Throughout the entirety of my 30’s I was holding my breath, waiting for the pregnancy that never happened. I watched as friends had babies, and then watched as those babies grew into children and those friends grew into parents. I also watched myself disappear into my grief about it. It felt like all of my dreams and inspiration for what I wanted my life to be died along with the dream of being a mother, like all potential for who I could have been faded away. I gained a bunch of weight and became prematurely middle-aged by age 33. I vanished into the idea of being a total failure. I was too depressed and hopeless to pull myself out of it in terms of focusing my life on something else, and my husband and I couldn’t afford fertility treatment or adoption. I basically lost a full decade of my life to despair and hopelessness.

Sometime around age 38 the fog began to lift a bit. I did yoga teacher training, went to Thailand, finished my Thai Yoga Bodywork certificate. I began to resurface, to find myself again. The other thing that happened was that my husband’s career took off, and mine did, too. We were finally making pretty good money. The year I was 39 we bought a house in the city. The year I was 40 we started pursuing fertility treatments. That was a year ago, one month prior to pandemic lock-downs beginning in the U.S. We had a plan in place to start towards intra-uterine insemination (IUI) in March. Then the fertility clinic was shut down due to COVID-19. It was July before we could get back on track with the plan. I’m not going to lie; I did a lot of drinking during that four-month period.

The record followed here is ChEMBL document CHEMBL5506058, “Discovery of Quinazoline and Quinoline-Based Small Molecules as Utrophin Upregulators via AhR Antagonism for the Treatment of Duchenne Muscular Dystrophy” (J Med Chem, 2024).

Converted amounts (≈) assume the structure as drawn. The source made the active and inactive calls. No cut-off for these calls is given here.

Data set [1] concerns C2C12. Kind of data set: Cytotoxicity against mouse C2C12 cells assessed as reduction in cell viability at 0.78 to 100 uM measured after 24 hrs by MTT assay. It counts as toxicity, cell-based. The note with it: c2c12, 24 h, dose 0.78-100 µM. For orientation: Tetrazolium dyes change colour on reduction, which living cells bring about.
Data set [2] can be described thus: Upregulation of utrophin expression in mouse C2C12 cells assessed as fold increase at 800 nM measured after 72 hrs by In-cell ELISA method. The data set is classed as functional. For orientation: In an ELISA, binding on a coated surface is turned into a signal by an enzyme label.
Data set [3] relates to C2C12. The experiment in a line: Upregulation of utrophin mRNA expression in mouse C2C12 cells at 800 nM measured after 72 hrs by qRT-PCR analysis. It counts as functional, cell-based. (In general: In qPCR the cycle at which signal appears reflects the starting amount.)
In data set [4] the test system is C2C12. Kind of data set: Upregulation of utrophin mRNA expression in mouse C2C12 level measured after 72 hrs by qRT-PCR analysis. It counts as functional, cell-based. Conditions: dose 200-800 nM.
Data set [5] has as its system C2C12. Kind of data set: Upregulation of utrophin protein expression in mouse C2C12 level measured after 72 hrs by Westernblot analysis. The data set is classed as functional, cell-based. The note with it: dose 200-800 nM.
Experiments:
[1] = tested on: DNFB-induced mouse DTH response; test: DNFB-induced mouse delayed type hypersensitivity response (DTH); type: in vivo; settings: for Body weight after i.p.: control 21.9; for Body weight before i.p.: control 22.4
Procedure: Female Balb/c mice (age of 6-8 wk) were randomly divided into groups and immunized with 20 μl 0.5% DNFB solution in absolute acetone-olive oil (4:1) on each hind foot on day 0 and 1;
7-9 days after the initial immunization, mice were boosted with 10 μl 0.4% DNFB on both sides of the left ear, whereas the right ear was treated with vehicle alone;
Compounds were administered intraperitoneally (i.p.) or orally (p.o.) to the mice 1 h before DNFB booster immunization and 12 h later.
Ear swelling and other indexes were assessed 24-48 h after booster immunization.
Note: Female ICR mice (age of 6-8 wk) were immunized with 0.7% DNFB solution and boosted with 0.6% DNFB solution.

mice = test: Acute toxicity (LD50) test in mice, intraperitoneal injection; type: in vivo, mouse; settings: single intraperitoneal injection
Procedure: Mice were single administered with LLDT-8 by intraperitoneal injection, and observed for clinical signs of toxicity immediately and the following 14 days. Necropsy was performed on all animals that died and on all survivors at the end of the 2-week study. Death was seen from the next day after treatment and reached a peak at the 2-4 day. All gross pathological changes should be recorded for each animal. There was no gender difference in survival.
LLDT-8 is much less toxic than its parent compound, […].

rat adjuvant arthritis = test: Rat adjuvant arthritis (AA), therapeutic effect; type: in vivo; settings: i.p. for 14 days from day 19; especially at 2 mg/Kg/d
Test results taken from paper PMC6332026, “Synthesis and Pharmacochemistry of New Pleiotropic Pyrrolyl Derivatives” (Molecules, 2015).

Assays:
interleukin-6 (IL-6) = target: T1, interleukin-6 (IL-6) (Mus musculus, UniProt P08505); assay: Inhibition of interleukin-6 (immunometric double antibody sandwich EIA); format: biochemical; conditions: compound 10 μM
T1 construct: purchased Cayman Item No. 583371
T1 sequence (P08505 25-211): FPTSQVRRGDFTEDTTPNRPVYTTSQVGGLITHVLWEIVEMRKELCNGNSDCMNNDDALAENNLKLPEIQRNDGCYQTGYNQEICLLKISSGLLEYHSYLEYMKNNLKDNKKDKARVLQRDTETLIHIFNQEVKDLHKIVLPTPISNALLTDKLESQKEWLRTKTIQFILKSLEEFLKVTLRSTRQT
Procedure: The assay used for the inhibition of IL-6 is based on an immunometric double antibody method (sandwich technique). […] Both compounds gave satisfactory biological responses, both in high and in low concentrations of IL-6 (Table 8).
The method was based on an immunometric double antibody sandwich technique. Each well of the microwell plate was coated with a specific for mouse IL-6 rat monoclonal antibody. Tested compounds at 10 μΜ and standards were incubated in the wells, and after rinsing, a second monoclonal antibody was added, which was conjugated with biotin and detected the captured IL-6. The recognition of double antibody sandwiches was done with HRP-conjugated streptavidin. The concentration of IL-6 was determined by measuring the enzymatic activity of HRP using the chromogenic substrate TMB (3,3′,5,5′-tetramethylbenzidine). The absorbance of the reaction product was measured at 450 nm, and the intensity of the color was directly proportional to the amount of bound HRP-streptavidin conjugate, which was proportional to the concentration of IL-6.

In late July 2020 I started taking the hormones for IUI. I went in for a baseline ultrasound and found out that, though my hormone panels were perfect and I have a freakish number of eggs for my age, my uterus looks like a war zone. I have giant fibroids, polyps, and a huge cyst on my right ovary. After confirming all of the above with a sonohysterogram (super pleasant procedure), the clinic pronounced me no longer a candidate for IUI. If I wanted to proceed with trying to have a baby, I would need to do In Vitro Fertilization (IVF). For me that would involve retrieving my eggs, making embryos, having them tested, freezing the viable ones, having surgery to clean up my uterus, letting my uterus heal for at least three months, and then putting the embryos in one by one until one of them takes.

Now, in February 2021, I am healing from my second egg retrieval, which happened last week. In the first egg retrieval, out of 33 eggs (a freakishly high number for a person of any age), 20 were mature and 16 fertilized. Eight embryos developed enough for genetic testing and only one of those did not have a chromosomal issue that would cause miscarriage (the doctor assured me that it was entirely due to age and not anything I had done or not done). We decided that the entire weight of our parenthood dreams was an awful lot of pressure to put on one little embryo, so we went for a second round. In round two we got 30 eggs, 24 were mature and 20 fertilized. Twelve developed enough to be tested. Next week we will find out how many were viable. Regardless of how many that is, we will not be doing any more egg retrievals.

The next steps for me are an MRI and a consult with the surgeon who will be fixing my uterus. That is in early March; a full year after lock-downs began. For me, as for many others, it has been a year of waiting. A deeper pressing of pain points. A development of patience. And maybe, hopefully, dreamfully, optimistically, a time of incubation.